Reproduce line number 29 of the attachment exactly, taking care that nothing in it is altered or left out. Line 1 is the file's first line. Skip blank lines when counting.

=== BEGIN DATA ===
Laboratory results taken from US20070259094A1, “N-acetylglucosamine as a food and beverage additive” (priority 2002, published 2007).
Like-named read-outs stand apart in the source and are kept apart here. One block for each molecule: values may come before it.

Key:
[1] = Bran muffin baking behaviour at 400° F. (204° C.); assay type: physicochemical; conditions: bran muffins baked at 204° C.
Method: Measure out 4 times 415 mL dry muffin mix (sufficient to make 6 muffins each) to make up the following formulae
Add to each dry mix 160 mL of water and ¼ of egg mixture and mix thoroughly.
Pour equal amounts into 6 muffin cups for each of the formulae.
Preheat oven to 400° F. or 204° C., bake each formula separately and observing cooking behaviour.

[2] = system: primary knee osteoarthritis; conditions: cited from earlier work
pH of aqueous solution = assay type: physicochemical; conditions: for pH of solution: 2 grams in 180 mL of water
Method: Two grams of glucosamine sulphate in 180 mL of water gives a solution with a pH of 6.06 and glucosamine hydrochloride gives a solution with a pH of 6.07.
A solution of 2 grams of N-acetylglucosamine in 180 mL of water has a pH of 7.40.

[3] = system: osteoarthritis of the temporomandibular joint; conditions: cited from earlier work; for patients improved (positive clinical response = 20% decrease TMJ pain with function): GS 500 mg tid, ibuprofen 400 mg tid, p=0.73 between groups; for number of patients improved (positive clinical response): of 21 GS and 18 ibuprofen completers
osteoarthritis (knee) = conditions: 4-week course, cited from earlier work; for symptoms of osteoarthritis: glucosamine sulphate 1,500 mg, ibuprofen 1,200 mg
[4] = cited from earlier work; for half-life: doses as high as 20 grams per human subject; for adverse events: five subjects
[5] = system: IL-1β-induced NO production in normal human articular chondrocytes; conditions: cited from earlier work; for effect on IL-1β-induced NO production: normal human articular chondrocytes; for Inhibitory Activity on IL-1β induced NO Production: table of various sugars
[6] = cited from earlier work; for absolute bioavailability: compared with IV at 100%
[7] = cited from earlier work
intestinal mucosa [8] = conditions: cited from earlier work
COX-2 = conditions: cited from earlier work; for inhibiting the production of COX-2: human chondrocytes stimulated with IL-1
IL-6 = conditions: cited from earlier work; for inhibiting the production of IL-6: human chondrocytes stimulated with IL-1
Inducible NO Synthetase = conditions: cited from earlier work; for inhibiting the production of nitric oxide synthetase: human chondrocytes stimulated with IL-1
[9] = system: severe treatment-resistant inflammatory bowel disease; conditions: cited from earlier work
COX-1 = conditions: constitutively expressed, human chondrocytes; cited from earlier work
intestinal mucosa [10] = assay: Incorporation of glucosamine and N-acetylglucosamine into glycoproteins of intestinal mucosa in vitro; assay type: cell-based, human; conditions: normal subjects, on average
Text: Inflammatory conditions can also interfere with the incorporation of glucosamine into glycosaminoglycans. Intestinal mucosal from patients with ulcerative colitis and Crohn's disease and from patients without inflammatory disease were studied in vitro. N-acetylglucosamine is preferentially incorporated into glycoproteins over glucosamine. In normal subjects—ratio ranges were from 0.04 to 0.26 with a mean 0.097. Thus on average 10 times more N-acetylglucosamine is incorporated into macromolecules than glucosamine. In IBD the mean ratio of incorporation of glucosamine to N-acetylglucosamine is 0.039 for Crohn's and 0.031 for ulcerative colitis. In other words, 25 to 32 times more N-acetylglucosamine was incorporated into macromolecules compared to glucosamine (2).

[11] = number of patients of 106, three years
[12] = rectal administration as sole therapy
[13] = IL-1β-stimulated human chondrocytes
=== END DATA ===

[13] = IL-1β-stimulated human chondrocytes